Now that medical marijuana is allowed in 29 states and the District of Columbia, benefit managers are likely to get questioned about coverage for this treatment under the medical plan. In an article published by the Society for Human Resource Management (SHRM), Mercer clinical consultant Dr. Mary Kay O’Neill points out that “The current plethora of different state and local laws and regulations, coupled with uncertainty at the federal level, does not make for easy administration of medical marijuana reimbursement. It is difficult to come up with policies for national employers, who are often reluctant to administer a patchwork of benefits.”
The core of the issue is that marijuana is classified by the federal government as a Schedule 1 drug. In other words, it’s in same category as heroin, LSD, ecstasy and peyote. Because of this, it has been challenging to fund and produce research on the efficacy of medical marijuana, which is a prerequisite to being included in a prescription drug formulary. However, the current opiate addiction crisis may lead to greater openness to alternative pain medications that present less danger of overdosing.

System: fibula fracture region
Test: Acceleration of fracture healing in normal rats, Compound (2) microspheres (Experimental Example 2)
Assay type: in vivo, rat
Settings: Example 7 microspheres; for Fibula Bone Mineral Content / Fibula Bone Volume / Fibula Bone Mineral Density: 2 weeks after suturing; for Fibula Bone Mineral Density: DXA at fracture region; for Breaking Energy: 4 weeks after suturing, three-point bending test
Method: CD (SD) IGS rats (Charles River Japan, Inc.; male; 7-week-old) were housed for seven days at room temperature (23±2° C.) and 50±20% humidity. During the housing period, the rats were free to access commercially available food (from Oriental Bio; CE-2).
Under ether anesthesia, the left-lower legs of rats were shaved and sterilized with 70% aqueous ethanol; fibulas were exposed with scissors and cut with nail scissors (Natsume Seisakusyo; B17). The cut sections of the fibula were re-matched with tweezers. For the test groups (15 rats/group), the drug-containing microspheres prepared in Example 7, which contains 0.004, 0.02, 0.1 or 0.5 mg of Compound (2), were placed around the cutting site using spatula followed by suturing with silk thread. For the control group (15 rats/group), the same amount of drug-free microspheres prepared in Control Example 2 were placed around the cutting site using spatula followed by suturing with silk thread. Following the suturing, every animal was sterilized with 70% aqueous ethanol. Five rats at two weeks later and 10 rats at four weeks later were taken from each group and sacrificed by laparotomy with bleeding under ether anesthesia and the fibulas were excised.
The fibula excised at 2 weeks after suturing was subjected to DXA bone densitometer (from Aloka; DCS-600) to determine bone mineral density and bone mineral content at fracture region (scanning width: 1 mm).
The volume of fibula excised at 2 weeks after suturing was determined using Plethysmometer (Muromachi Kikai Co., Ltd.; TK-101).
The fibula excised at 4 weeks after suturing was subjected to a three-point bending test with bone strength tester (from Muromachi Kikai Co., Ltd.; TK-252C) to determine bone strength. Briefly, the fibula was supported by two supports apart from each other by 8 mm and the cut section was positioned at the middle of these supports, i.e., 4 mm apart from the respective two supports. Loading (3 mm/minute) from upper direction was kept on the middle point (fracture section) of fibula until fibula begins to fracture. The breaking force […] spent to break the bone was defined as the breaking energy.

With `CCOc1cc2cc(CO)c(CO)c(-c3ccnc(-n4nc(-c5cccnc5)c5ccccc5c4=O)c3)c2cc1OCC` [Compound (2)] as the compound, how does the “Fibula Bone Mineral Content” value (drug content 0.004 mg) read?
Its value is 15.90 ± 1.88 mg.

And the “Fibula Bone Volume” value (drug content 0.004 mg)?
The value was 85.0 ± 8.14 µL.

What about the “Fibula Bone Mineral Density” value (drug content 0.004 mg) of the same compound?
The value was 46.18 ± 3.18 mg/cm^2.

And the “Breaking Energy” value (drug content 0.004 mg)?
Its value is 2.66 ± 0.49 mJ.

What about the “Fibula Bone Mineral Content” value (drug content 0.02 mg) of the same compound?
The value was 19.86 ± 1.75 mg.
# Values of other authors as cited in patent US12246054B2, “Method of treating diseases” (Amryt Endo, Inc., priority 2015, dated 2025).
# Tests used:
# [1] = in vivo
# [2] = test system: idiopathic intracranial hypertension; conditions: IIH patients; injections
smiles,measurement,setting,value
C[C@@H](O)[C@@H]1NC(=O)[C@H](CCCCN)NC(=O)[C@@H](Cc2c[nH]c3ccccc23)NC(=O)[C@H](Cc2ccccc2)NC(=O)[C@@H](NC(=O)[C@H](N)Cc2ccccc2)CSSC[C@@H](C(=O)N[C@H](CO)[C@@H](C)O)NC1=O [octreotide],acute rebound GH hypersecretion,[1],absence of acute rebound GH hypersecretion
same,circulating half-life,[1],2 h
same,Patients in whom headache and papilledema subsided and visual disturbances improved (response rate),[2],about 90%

In addition to the legal, administrative and safety issues, employers will want to know if this treatment will deliver better outcomes, faster return to work and lower cost compared to other therapies. This is an issue for employers to keep an eye on as marijuana growers multiply and invest in lobbying.